Is the Glass Half Empty Or Half Full?; Issues in Managing Water Challenges and Policy Instruments
Catherine A Pattillo,
Yan M Sun,
Andrew J Swiston,
Benedict J. Clements,
Laure Redifer and
No 2015/011, IMF Staff Discussion Notes from International Monetary Fund
This paper examines water challenges, a growing global concern with adverse economic and social consequences, and discusses economic policy instruments. Water subsidies provided through public utilities are estimated at about $456 billion or 0.6 percent of global GDP in 2012. The paper suggests that getting economic incentives right, notably by reforming water pricing, can go a long way towards encouraging more efficient water use and supporting needed investment, while enabling policies that protect the poor. It also discusses pricing reform options and emphasizes an integrated and holistic approach to manage water, going beyond the water sector itself. The IMF can play a helpful role in ensuring that macroeconomic policies are conducive to sound water management.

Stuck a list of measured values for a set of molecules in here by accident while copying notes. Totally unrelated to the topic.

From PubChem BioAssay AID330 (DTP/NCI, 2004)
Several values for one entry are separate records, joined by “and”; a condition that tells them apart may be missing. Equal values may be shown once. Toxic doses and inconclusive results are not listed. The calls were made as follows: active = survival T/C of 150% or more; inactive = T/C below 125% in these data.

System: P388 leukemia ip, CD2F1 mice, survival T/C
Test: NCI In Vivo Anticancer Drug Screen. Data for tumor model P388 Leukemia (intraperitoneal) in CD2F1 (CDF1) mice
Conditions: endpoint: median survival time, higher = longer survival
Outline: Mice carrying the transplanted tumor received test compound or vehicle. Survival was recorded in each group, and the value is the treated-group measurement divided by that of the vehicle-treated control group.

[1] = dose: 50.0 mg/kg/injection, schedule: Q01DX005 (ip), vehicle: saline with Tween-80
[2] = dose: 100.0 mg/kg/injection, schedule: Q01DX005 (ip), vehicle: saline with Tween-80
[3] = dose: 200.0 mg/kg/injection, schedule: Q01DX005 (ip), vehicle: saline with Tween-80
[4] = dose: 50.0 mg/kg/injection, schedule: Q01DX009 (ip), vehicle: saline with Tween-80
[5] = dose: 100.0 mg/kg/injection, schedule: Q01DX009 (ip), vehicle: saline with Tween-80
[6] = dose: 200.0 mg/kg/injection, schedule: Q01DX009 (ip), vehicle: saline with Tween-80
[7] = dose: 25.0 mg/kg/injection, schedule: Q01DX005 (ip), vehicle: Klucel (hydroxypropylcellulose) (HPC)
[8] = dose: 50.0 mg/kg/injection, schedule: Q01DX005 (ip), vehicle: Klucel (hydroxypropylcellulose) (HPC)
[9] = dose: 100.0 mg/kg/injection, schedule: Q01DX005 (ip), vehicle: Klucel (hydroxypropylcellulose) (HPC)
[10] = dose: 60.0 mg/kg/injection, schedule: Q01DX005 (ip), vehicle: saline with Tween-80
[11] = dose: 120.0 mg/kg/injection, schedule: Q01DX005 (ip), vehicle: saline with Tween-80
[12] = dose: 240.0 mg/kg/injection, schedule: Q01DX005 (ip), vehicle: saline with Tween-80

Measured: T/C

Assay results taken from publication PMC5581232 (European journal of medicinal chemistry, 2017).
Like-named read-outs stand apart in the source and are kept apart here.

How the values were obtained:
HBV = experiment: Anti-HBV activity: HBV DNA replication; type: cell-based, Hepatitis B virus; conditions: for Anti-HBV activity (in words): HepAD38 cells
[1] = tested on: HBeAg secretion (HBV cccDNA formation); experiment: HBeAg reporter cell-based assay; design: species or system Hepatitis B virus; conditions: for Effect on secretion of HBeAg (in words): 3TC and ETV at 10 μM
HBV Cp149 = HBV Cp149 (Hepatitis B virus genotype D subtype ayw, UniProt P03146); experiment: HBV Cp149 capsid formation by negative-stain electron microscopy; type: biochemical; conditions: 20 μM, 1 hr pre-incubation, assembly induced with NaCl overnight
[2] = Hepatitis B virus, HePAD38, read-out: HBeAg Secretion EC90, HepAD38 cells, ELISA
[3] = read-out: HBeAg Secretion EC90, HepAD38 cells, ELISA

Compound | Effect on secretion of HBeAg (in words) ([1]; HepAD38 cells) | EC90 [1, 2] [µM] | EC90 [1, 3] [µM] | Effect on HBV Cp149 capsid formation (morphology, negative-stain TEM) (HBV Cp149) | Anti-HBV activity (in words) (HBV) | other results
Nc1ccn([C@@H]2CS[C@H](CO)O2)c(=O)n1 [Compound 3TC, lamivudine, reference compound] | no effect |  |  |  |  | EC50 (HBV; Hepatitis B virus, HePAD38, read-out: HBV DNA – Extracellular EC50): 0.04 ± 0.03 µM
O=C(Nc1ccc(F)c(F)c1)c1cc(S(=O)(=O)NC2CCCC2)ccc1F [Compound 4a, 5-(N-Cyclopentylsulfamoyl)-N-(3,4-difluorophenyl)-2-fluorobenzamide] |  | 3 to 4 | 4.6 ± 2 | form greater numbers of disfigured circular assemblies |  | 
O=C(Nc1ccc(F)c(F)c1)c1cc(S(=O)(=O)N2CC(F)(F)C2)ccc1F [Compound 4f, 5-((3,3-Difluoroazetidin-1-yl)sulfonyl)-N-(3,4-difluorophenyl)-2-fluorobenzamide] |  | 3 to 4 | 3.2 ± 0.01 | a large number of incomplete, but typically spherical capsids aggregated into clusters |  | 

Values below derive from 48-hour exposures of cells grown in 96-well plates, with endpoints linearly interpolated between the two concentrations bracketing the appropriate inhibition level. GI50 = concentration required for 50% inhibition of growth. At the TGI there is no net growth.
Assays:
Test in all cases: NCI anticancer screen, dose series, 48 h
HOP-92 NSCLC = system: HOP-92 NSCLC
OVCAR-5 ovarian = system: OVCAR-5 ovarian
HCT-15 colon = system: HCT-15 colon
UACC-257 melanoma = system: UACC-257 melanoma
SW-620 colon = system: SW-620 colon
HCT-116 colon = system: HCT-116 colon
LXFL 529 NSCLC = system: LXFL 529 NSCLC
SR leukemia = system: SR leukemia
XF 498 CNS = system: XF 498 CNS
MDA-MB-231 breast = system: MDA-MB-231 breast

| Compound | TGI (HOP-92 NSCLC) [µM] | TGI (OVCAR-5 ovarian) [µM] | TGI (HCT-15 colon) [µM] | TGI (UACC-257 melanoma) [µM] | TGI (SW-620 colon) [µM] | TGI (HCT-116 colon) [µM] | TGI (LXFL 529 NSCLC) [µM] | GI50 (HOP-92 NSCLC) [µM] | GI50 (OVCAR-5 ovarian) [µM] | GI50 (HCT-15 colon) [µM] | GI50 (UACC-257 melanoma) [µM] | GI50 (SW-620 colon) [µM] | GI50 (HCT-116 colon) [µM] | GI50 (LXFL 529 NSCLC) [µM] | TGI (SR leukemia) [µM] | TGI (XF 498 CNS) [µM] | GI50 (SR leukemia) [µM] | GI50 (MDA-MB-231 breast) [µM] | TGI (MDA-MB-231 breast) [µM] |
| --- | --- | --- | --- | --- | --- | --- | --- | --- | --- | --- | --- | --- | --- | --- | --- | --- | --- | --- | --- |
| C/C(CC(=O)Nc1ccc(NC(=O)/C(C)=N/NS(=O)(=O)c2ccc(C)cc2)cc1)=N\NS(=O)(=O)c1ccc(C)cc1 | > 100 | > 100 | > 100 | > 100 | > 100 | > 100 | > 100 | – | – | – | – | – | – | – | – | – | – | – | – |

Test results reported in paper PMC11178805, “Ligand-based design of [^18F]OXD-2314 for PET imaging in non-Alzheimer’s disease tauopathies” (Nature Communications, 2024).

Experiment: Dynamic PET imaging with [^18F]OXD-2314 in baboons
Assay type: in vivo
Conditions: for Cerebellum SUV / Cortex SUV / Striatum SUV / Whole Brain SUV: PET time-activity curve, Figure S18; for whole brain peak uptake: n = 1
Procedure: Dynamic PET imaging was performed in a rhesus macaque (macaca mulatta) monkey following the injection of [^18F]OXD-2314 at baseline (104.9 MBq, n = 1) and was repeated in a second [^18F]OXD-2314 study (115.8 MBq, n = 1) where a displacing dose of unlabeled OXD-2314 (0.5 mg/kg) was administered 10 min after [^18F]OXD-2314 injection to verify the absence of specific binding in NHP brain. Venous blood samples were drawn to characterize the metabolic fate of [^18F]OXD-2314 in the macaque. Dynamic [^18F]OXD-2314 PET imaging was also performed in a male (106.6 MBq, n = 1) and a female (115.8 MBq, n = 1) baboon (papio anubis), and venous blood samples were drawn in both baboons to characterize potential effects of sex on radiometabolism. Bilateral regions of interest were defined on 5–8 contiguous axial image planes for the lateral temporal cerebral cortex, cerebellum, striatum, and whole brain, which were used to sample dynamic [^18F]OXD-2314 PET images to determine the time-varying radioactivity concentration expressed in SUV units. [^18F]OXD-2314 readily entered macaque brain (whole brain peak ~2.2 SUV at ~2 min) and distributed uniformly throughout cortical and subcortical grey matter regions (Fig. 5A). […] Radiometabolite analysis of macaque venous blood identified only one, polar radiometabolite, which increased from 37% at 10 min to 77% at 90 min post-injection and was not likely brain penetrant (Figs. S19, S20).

Keywords: Water resources; Infrastructure; Population and demographics; Agricultural sector; Water subsidies; SDN,water use,water resource,country water price subsidy,cost recovery,demand management,natural resource,water withdrawal (search for similar items in EconPapers)
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